As chair of the Clackamas County Board of Commissioners, I take much responsibility for what happens with the county, its residents and its employees.
The governor’s most recent COVID related mandates drew my attention because of their potential impacts on the hard-working people who help us provide services to every man, woman and child in Clackamas County. Of particular concern was the impacts on our brave public safety employees and our heroes in the health care sector.
I wanted to have a strong resolution from the Board of County Commissioners to present to the governor at a meeting she had scheduled with county board chairs from throughout the state. Our board spent two weeks working on it and we came up with a draft resolution.
Having received input from my fellow commissioners, I put the draft resolution on the agenda for the Board of County Commissioners’ Business Meeting held on September 23. My fellow commissioners had ample opportunities to submit any changes they wanted to see well in advance of that meeting.
The resolution simply and clearly stated the county’s determination to continue having its public health department offer free and accessible COVID vaccinations to anyone who wants them. It also requested that the state reevaluate the terms of the vaccine mandate to consider all options that could prevent further exhaustion and departure of core public service providers. That includes an extension of the deadline for those employees to be fully vaccinated, regular COVID tested, religious and medical exemptions and recognition of effective, proven technologies in the workplace.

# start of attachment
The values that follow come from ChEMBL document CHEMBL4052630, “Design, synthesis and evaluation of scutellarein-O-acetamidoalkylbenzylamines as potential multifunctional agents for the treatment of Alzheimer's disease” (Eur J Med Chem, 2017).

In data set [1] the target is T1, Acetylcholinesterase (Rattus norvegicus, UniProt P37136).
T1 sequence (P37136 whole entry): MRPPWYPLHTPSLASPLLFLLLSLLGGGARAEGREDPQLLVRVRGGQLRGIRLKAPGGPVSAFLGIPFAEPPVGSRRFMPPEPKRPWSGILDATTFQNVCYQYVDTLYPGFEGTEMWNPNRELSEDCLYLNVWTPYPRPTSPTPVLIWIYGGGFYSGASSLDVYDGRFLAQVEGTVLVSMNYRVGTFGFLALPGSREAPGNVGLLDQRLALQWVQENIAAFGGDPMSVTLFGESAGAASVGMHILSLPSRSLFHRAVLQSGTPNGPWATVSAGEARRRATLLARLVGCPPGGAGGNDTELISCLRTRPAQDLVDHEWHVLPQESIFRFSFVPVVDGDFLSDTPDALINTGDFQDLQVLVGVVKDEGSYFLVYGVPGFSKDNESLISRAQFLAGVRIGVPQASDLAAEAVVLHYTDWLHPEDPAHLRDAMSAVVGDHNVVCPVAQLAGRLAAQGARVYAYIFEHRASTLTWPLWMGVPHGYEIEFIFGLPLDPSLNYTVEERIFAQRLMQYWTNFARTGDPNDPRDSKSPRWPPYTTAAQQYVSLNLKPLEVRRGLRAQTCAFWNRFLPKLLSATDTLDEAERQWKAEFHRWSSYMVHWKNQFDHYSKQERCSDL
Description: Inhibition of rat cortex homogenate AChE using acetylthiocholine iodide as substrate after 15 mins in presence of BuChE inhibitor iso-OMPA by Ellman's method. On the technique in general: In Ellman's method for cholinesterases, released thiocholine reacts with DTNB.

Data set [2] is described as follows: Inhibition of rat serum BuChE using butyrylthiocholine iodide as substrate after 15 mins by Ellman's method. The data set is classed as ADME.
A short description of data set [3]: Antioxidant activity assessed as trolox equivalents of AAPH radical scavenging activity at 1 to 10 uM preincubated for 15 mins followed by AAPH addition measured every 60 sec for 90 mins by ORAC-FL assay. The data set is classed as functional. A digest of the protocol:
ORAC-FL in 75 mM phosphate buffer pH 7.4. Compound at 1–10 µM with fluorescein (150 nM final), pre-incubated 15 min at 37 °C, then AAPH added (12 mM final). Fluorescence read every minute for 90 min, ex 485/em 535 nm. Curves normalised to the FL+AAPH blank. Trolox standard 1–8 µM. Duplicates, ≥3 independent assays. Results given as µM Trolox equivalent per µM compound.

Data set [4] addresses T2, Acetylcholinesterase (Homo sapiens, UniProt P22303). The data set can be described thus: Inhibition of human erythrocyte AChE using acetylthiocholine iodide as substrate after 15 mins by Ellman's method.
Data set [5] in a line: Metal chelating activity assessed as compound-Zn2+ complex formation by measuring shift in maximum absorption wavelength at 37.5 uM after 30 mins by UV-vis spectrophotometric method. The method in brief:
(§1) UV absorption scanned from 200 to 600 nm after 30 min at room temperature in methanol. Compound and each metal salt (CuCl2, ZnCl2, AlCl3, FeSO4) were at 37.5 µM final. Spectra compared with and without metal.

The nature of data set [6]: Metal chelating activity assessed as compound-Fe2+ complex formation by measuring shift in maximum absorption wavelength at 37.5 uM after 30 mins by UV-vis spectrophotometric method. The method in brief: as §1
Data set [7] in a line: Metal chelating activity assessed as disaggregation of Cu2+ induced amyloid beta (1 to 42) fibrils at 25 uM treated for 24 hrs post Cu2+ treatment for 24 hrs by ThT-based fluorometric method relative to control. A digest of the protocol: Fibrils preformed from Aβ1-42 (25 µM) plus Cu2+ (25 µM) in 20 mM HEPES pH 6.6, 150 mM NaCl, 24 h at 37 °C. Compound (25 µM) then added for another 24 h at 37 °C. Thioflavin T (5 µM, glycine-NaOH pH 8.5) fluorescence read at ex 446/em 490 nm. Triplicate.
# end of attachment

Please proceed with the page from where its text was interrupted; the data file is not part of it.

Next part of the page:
It also states the board’s determination to advocate the state legislature to allow for the easy transferrable licensure agreements between sates for healthcare providers. The resolution also urged the governor to engage in listening sessions with the business community and public to hear directly about these workforce issues.
In short, the intention of those resolution was to express the board’s support for policies that can keep first responders and medical personnel on the job.
Commissioner Paul Savas had offered up the language in the revised draft. On the day of the meeting, I stated my support for the resolution and the reasons why it is necessary. Some sectors of our workforce are feeling overwhelmed, and we need to do everything we can to keep those professionals from leaving their positions. They’ve been our heroes for the last year and a half, and we must offer solutions to mitigate the impacts on our service delivery system.
I felt, and still feel, that extending the deadline was reasonable. A similar extension was given to state employees, so it made sense to me that county workers should receive the same courtesy. It was also important to me that the sheriff’s office deputies who work at our jail have basic workplace protections.
The audience members in attendance expressed their clear support for the resolution.
A motion was made to adopt the resolution, and it was seconded. But even though they had weeks to make any changes they wanted to see, some of my fellow commissioners backed down from supporting it at the last minute.
One objected to the use of the word “mandate.” Another said that he couldn’t support the resolution, which he himself largely wrote, unless the vote would be unanimous. This was nothing but a pure political cop out.
I stated that throughout the process, I gave in and compromised and didn’t see the willingness of other commissioners to do the same.
The resolution didn’t pass, and the board lost a critical opportunity to stand up for its most essential workers.
However, this disappointing setback will not deter me from seeking ways to continue doing so as the board’s chair.